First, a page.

You might have a case if there was no damage in a car accident. You may not want to file an insurance claim over a barely seen scratch or dent on your car. But, what might seem like a minor accident can lead to significant problems—for you and your vehicle—later on.
Additionally, you could face physical and financial repercussions for not filing a claim
Proving That I Have a Case Without Obvious Damage
Your physical injuries and your vehicle malfunctioning can help you prove your case. If you sought medical treatment for injuries after your no-obvious-damage accident, you could use your medical records as proof.
You can suffer bodily injuries in a minor car accident just as you can in a major car accident that causes thousands of dollars in damages. Your medical records will show how the accident caused you to develop injuries that affected your health.
Additionally, a minor car accident can cause problems under the hood of your car. For instance, if you swerve to keep another vehicle from colliding with yours and you hit a curb, a pothole, or another object, you can knock your car out of alignment. If your “Check Engine Light” starts to flash, this means that you should have your vehicle’s engine checked as soon as possible.
Filing a Police Report
Reporting your accident to the police is another way of proving that your accident happened. Although a police officer may not respond to a minor car crash, you and the other driver can go to the nearest police department to report the accident. The other driver’s refusal to cooperate should not prevent you from filing a report.
Having a police report will help your motor vehicle crash lawyer because it serves as official documentation of your accident. And, insurance companies will ask for a police report when deciding whether to pay a claim, whether or not you have a case if there was no damage in a car accident.
Reporting a Minor Accident When There Is No Obvious Damage
In some instances, you should report an accident to preserve your right to file an insurance claim. For example, if another driver tapped your bumper or ran you off the road, and you suddenly applied your brakes, the impact of braking suddenly can make your head jerk forward or backward. Later on, you may start feeling pain in your neck or lower back. Late-onset pain may be a symptom of a severe back or neck injury.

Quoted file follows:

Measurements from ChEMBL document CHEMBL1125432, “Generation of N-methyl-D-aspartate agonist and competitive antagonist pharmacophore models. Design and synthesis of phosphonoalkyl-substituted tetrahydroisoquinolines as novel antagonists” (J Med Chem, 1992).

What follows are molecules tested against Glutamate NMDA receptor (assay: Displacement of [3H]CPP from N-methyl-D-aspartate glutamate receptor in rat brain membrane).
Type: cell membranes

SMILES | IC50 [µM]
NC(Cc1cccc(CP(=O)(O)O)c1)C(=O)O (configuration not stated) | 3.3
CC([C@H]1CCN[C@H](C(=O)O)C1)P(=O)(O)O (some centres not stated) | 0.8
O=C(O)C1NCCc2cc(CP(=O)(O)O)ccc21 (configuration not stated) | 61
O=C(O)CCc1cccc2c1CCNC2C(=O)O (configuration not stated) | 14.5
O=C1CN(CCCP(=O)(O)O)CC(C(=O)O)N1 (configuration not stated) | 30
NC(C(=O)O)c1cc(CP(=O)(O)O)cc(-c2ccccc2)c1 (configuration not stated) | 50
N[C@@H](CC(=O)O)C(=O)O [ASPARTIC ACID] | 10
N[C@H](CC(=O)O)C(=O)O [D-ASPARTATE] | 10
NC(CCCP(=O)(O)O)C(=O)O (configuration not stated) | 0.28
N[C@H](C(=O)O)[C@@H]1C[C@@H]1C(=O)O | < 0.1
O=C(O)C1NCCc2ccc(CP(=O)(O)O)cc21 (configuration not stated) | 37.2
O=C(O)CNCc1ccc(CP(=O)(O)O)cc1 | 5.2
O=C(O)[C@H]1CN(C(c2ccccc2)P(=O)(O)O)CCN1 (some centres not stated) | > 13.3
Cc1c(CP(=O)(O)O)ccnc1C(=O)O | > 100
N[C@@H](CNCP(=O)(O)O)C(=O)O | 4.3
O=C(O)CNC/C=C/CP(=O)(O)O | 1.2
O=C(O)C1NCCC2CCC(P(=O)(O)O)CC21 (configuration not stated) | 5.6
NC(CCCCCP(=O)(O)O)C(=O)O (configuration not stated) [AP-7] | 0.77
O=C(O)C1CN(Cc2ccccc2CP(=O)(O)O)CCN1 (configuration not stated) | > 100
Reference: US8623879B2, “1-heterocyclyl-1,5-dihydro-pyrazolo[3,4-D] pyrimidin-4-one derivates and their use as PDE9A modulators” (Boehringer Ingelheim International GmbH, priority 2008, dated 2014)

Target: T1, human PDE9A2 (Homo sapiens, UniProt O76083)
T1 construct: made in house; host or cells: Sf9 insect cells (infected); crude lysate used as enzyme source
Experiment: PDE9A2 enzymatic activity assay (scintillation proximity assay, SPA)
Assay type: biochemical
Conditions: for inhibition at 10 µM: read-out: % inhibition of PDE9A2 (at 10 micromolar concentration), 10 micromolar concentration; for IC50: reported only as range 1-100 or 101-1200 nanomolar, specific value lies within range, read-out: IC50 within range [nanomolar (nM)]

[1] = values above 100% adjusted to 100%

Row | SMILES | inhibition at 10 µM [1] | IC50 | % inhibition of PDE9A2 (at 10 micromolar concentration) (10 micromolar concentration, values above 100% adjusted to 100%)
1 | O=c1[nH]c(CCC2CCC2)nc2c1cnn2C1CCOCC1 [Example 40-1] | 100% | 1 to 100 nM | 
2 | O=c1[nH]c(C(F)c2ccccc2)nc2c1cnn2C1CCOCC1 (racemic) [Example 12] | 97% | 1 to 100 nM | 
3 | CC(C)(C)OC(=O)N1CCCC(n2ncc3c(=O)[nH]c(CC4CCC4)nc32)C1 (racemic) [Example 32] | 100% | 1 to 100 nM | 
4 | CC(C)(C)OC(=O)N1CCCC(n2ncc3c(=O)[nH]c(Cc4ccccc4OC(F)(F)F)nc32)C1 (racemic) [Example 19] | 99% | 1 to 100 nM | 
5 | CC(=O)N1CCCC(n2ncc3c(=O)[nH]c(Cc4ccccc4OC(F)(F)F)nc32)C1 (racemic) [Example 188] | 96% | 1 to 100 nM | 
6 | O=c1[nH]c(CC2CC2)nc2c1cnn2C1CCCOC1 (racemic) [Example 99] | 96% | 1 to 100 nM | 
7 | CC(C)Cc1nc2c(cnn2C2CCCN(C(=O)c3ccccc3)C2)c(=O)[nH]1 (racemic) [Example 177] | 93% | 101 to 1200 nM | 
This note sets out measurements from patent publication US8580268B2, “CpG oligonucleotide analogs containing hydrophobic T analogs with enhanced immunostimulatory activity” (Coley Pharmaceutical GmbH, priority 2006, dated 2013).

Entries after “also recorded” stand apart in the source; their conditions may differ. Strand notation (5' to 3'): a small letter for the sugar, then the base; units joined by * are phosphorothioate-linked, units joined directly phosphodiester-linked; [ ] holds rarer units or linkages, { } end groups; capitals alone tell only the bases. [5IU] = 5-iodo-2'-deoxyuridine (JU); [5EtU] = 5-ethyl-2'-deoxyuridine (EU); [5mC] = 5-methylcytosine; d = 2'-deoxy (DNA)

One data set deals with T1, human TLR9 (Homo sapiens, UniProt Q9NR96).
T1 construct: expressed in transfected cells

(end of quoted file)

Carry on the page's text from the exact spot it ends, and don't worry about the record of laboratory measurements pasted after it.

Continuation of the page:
The example above could be whiplash. Call our spinal cord injury and car accident attorneys to see how the details of your case affect the possible payout.
But, if you and the other driver (if the driver stops, that is) both agree not to report the accident, you forfeit your right to pursue compensation from the other driver’s insurance company for your back, neck or any other injury that may develop later.
When You Should Not Report a Minor Accident
A general rule for deciding whether to report a minor accident with no visible damage is whether the cost to repair your vehicle is less than your auto insurance deductible and if there were no other vehicles involved in the accident.
For example, you would not contact your insurance company if:
- You hit your garage door
- You were too close to the side of your garage while backing out and you scraped the paint off of your side mirror or your car door
- You backed into a pole
These are minor fixes you can make on your own.
Accepting Payment on the Scene from the Other Driver
If a driver wants to give you cash so you can buy paint for your car to cover up a scratch or bang out a dent, do not accept the offer. By taking the money, you agree not to report the incident to the police or your insurance company.
Tennessee is a fault state when it comes to car accidents. A “fault state” means that the driver who caused a crash pays for damages resulting from the wreck. The at-fault driver’s insurance company usually pays for the majority of costs.
An at-fault driver giving you cash up front—or agreeing to give it to you later—is not a legal way to fulfill the state’s fault law.
Let Us Help You With Your Car Accident Case
We have decades of experience building strong cases that involve significant vehicle damage or hardly any damage at all.
- Investigate your case
- File a claim on your behalf
- Negotiate a settlement that compensates you for your losses
We work on a contingency basis which means you do not pay for our services unless we recover compensation in your case.